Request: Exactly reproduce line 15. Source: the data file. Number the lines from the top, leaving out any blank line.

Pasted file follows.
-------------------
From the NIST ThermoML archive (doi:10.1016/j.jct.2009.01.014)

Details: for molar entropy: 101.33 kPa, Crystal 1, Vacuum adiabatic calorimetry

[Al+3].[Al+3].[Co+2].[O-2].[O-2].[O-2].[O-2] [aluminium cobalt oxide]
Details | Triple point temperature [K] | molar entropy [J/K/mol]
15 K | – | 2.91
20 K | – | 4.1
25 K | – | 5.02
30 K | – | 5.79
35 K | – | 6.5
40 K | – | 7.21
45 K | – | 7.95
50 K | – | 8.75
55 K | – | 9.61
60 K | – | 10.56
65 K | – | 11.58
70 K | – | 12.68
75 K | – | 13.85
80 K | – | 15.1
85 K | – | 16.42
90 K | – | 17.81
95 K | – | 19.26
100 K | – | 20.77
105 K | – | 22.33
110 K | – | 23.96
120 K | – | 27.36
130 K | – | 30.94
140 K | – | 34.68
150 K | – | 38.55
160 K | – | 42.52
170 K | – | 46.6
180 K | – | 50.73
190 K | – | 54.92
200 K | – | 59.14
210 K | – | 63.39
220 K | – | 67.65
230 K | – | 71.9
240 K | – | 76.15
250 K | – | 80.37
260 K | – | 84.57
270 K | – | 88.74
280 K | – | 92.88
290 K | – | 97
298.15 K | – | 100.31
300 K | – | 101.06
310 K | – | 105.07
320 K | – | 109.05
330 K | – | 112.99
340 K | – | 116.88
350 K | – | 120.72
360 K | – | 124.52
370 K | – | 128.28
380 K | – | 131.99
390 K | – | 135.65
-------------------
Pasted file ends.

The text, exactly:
65 K | – | 11.58